Day 16: Five things I learned from the Colorado Gold Conference

Colorado Gold Conference was everything I expected: overwhelming (at times), exhilarating, crazy, and fun. I am continuing to digest information and process experiences.

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Before I dive into my five learning points, I would like to give a shout out to the Rocky Mountain Fiction Writers who provided me a scholarship for this amazing opportunity. Every aspiring writer should attend! It can be intimidating for an introverted newbie (I arrived the day of and I found myself almost slipping into panic mode when I saw the amount of attendees. I immediately remembered I didn’t know a single soul and I felt like a novice swimmer diving into the deep end of the pool with only a couple of lessons as support), but eventually you meet other writers and it becomes an adventure more than a survival tale.

1.Writing classes. The “kid in a candy or toy store” needs to be labeled as a real feeling. How else do you describe the struggle? At least nine classes ran every hour. On Saturday, classes started at 8am. Attendees had an hour and a half for lunch and then at 1:30 the classes continued until 5:30. That does not include Friday afternoon AND Sunday morning. What did I learn? POV, characters, suspense, save the cat plot, trauma in story…. I have pages of notes on paper, phone, and laptop.

2. Hypnosis is interesting. I am less of skeptic because of YouTube and meeting an expert in person at the conference. Because I sat next to him in a waiting room, I was able to ask him about the process. He even offered to put me in a “relaxed” state so I could give my best performance when I pitched to an editor. I told him I’d rather wait until after the pitch just in case something went wrong. Needless to say, I didn’t experience hypnosis, but he was a gentleman. If we ever meet again, I’d take him up on his offer.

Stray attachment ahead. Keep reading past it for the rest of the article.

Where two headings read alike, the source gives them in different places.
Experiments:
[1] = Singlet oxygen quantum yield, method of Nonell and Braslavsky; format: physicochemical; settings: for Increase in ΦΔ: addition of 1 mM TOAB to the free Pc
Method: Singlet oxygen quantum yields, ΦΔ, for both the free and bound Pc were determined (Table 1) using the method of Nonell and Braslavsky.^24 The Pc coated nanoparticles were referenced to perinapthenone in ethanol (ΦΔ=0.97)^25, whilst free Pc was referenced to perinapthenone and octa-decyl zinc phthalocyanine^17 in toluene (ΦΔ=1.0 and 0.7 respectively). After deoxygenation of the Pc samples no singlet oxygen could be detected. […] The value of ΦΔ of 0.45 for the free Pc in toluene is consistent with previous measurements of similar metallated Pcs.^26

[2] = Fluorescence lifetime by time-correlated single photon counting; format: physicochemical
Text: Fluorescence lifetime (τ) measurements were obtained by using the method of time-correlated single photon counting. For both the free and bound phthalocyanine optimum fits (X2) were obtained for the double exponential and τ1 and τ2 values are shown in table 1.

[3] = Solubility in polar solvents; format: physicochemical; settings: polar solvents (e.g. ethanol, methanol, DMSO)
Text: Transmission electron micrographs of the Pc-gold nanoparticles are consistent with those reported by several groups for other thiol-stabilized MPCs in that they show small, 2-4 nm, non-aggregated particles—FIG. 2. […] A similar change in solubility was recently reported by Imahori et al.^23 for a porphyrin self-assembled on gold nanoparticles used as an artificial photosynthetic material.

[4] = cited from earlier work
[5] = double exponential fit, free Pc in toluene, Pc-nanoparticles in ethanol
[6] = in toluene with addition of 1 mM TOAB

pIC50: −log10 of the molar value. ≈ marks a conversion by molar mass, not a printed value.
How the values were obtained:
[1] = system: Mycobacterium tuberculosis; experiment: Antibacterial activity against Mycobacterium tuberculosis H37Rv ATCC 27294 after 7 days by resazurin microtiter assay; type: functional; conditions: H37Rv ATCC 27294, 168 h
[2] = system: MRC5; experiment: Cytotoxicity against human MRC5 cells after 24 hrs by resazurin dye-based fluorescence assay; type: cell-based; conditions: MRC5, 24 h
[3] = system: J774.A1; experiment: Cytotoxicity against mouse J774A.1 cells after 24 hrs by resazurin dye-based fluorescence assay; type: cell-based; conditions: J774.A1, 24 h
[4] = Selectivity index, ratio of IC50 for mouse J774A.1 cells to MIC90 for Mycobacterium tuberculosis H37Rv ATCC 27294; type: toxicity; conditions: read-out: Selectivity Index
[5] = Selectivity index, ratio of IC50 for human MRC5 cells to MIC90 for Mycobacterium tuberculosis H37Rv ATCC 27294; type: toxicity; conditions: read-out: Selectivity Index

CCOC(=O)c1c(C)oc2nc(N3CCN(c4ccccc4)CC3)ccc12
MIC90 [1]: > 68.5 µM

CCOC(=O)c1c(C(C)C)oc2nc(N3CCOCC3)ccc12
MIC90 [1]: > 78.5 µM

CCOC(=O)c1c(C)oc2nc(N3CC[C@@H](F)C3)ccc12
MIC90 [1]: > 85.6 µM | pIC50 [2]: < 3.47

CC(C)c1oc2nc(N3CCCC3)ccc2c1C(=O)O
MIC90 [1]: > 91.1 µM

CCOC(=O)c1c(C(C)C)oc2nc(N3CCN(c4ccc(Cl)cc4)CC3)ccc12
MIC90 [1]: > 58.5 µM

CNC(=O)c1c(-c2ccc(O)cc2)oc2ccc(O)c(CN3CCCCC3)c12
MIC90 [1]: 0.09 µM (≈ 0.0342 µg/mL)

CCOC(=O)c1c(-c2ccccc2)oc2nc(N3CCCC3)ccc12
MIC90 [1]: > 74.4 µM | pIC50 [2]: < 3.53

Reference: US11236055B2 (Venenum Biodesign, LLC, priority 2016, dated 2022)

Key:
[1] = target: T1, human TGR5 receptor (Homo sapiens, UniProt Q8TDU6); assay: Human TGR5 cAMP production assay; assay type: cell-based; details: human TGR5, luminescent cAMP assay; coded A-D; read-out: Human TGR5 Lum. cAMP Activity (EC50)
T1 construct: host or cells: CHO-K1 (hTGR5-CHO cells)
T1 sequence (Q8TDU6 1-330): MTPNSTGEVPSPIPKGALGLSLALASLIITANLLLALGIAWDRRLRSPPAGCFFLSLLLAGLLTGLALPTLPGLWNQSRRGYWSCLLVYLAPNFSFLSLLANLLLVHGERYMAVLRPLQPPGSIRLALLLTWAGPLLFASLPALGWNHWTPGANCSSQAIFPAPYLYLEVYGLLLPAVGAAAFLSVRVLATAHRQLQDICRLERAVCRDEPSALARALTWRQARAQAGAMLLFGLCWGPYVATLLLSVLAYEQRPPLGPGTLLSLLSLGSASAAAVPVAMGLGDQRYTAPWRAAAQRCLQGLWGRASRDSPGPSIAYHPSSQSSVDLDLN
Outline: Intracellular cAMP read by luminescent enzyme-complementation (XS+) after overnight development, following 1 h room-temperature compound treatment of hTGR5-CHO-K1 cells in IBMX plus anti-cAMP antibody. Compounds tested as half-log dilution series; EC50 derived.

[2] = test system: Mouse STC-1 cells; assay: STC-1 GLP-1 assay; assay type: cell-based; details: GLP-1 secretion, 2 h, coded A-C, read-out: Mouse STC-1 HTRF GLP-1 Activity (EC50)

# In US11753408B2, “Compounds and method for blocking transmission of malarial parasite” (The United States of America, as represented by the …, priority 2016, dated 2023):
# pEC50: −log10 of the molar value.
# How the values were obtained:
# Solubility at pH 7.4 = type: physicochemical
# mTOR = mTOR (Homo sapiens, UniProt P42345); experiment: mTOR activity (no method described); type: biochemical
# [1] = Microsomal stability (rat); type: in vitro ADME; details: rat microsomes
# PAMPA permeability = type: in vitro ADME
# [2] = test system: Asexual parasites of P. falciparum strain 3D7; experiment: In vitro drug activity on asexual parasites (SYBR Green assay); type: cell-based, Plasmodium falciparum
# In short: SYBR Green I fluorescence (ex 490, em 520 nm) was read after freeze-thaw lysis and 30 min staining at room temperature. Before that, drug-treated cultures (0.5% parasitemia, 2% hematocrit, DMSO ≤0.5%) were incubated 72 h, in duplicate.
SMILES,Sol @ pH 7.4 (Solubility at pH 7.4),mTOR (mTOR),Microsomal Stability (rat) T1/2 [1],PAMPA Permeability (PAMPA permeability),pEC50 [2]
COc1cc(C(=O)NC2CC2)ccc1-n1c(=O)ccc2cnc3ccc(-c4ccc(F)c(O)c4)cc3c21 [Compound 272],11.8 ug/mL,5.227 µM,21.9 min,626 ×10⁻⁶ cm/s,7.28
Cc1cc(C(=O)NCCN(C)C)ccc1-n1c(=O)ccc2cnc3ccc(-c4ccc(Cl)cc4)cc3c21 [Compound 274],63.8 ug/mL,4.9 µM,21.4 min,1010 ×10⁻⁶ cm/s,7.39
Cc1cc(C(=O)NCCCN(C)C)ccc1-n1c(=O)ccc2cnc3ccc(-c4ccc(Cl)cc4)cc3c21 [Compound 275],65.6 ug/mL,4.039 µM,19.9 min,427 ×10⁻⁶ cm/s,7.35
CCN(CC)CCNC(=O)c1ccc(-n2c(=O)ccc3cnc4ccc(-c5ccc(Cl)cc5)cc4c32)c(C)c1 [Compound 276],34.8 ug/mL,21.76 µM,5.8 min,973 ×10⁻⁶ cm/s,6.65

3. Conferences are excellent for light people watching. (Please no full blown staring. Rude!) It was fun figuring out what genre a person wrote based on a general glance; or imagining the dialogue between a group of animated writers; or semi-easedropping on someone’s conversation about the logistics of a WWII novel.

4. Random moments lead to great conversations: walking out of the bookstore, waiting to pitch my novel with several other anxious writers, deciding to eat oatmeal instead of rushing to the 8am class, struggling to find the right class with the person sitting next to me. Now we have each other’s contacts, so we can stay in touch!

5. I met James Scott Bell. Okay, not sure if this something I learned. I’ve been wanting to meet James Scott Bell for a while. When I was 19 years old, I began reading his Ty Buchanan series. I loved it because I fell in love with Ty and his sidekick/romantic interest, a nun with hoop skills! Ty reminded me of a reckless Wild West gunslinger, with words being Ty’s bullets. And then LA. . .I’ve never been, but the way Bell described the city had me imagining a lawless place ripe with gangsters and vigilantes. A true modern Gotham city. The series plot is full of Shakespearean violence, twists, dry humor, and a realistic staccato vibe. I felt like I was there on the streets with Ty busting bad guys with philosophy and bravado.

After I finished the series, I knew I wanted to emulate his style in my own writing. I wanted my words to have a gusto and swagger. When I began to write my first manuscript, James S. Bell’s writing books were the first writing books I read to learn more about the craft.

When I found out he was attending the conference, I knew I had to meet him. On Friday night, there was a book signing. I didn’t have any physical copies of his books, so I bought a  book from the bookstore. Then when it came time to meet him, I almost cried (I blame it on exhaustion). I only managed to stutter out how much his books meant to me. I did not act very writerly or dignified. However, he signed my book and was nice enough to hear my jumbled appreciation. Now, I must reread the series! Buy hard copies. It is a good series worth a third read through!

Conclusion: Five out of five stars for quality writing content and opportunities! And now, I MIGHT print out the picture below for EXTRA motivation.

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